NORMAN — The principal of a middle school recently confided in me that “this bullying thing has gotten completely out of hand.” He wasn’t referring to bullying itself, although that’s certainly out of hand. Instead, he referred to the fact that many parents have become overly sensitized to the possibility that their kids might, at any moment, become bullied and overreact, therefore, to any indication that they have been.
“You wouldn’t believe what parents think is bullying,” he said, and went on to describe some examples. One involved a mother who complained that a boy had poured a small amount of dry snack mix down the back of her son’s shirt. The mother was incensed and wanted the perpetrator subjected to waterboarding, or something along those lines. Said principal then went on to describe other instances of “bullying” that were not bullying at all, but simply pranks.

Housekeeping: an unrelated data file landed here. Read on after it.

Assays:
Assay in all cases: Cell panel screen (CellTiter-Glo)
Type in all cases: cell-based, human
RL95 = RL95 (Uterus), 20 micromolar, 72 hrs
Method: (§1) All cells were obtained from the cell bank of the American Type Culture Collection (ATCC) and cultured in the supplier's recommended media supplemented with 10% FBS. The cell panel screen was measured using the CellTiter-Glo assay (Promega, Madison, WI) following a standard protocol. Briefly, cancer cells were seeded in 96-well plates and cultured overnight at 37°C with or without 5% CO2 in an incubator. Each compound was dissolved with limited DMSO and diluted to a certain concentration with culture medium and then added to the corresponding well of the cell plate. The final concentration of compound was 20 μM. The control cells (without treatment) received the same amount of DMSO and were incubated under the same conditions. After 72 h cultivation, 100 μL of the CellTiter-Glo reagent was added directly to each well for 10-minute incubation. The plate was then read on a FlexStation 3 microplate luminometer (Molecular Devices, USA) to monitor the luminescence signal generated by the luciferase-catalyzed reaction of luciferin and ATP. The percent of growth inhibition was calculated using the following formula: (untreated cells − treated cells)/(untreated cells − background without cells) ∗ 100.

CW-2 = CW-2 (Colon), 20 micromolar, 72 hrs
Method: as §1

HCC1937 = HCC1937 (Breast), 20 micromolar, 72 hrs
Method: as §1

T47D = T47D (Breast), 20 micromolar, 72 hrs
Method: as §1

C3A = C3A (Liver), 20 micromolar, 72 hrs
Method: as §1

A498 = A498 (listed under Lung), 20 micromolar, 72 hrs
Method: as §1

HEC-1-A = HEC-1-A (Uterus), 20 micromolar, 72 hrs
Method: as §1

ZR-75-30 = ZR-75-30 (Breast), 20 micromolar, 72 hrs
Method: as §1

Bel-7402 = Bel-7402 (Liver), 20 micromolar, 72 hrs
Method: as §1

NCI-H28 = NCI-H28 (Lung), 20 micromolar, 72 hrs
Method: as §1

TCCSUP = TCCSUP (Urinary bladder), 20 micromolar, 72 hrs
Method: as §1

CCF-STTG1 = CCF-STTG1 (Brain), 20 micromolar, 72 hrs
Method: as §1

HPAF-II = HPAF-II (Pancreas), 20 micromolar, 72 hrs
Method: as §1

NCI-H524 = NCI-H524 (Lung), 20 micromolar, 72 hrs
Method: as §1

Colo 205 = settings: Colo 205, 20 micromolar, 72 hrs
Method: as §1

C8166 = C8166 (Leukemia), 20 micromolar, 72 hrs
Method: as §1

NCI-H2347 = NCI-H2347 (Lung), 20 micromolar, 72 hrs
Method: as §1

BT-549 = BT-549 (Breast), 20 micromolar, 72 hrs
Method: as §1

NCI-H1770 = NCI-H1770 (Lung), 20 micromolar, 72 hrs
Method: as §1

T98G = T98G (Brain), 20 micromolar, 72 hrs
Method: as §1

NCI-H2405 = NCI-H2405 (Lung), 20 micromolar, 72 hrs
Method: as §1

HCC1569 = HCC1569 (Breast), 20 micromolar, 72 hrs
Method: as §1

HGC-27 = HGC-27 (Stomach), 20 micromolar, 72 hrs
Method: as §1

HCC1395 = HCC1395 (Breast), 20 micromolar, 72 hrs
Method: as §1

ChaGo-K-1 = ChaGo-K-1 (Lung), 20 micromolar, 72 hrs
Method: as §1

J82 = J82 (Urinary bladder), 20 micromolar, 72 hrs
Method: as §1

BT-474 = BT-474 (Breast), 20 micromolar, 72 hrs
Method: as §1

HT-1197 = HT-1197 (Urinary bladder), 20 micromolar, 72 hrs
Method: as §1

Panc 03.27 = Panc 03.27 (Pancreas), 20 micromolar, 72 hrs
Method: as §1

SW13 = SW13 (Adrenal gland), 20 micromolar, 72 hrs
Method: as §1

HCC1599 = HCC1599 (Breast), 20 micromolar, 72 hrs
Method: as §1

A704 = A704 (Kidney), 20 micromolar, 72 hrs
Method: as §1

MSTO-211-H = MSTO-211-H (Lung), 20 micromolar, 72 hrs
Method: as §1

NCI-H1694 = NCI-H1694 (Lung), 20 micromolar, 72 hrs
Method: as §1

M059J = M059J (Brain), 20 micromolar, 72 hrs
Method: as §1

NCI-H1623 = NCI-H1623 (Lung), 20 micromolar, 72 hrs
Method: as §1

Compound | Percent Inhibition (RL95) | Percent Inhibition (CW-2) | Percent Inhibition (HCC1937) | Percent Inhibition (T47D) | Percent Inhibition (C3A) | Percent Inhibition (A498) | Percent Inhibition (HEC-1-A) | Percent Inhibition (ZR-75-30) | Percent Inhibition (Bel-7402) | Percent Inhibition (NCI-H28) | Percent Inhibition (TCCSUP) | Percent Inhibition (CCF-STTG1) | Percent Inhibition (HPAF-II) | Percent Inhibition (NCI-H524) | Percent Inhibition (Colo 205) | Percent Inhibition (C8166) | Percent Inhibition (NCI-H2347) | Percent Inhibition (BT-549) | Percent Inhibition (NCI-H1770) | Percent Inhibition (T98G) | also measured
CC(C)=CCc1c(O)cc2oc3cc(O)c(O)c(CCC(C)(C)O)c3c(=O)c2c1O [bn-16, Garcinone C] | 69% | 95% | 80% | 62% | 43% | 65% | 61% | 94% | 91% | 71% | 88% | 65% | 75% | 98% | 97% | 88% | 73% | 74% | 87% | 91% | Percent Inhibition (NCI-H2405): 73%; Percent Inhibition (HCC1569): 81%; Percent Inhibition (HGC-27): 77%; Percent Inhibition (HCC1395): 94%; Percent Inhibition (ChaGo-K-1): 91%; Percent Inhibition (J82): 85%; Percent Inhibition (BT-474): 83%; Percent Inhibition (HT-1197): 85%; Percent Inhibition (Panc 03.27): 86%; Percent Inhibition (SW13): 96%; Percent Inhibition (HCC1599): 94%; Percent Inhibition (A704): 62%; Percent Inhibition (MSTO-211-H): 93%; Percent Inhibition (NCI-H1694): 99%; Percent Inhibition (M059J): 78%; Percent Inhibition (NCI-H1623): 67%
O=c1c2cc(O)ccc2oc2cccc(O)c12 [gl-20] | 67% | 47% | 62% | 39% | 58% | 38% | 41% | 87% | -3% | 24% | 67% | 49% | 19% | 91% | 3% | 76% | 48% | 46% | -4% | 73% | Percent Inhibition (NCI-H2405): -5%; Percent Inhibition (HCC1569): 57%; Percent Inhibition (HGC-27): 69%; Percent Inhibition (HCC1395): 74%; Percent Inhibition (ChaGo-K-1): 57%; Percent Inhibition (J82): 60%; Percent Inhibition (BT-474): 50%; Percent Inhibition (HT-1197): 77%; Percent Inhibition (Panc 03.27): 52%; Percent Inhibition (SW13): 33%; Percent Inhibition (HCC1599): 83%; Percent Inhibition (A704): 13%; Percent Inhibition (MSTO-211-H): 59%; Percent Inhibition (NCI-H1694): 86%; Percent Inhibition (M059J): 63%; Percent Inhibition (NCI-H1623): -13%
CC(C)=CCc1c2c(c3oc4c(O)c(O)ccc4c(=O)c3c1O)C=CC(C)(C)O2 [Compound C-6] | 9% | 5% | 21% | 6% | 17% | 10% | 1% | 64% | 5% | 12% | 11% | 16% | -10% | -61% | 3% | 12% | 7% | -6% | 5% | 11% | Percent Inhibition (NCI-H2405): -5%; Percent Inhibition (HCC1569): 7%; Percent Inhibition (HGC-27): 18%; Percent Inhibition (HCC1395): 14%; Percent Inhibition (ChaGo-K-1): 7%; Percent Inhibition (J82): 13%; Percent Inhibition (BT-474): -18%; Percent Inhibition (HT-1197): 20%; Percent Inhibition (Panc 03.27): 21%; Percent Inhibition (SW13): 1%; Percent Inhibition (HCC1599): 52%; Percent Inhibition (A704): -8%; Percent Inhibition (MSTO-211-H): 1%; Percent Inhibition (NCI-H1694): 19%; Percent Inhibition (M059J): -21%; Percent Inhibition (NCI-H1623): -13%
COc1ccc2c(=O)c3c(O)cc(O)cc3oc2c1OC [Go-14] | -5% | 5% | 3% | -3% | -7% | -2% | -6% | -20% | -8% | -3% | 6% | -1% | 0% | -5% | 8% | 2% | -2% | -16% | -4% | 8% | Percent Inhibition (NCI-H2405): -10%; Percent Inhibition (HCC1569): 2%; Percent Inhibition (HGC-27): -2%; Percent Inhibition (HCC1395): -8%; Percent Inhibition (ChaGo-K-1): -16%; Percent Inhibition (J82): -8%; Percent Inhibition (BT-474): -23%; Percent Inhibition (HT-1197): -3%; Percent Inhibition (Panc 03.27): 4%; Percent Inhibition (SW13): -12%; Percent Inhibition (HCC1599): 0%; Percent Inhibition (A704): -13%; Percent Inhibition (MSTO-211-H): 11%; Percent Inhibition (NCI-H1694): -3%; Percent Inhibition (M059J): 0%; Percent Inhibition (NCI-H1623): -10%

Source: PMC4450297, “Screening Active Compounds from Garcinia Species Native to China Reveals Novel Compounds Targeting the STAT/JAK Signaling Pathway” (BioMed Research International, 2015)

It might be helpful if everyone were able to agree on a rational definition of exactly what separates actual bullying from just normal childhood mischief. That lack of consensus may be, in fact, a major share of the problem. For example, the definition at StopBullying.gov proposes that bullying is “unwanted, aggressive behavior among school-age children that involves a power imbalance.” That’s the very sort of nebulous definition that fuels a mother’s outrage at snack mix being poured down her son’s shirt. I prefer something along the lines of the definition found on Wikipedia: “repeated, aggressive behavior intended to hurt another person physically or mentally.” That captures it nicely, I think. Note that the aggressive behavior in question is not incidental, but repeated. And it is done with the malicious intent to do harm, both physically and mentally, to another person. I would only add that an additional purpose is to keep the victim in a state of near-constant fear. And by the way, I was the target of at least three bullies during my school years. I wish all they’d done was pour snack mix down my shirt on a daily basis.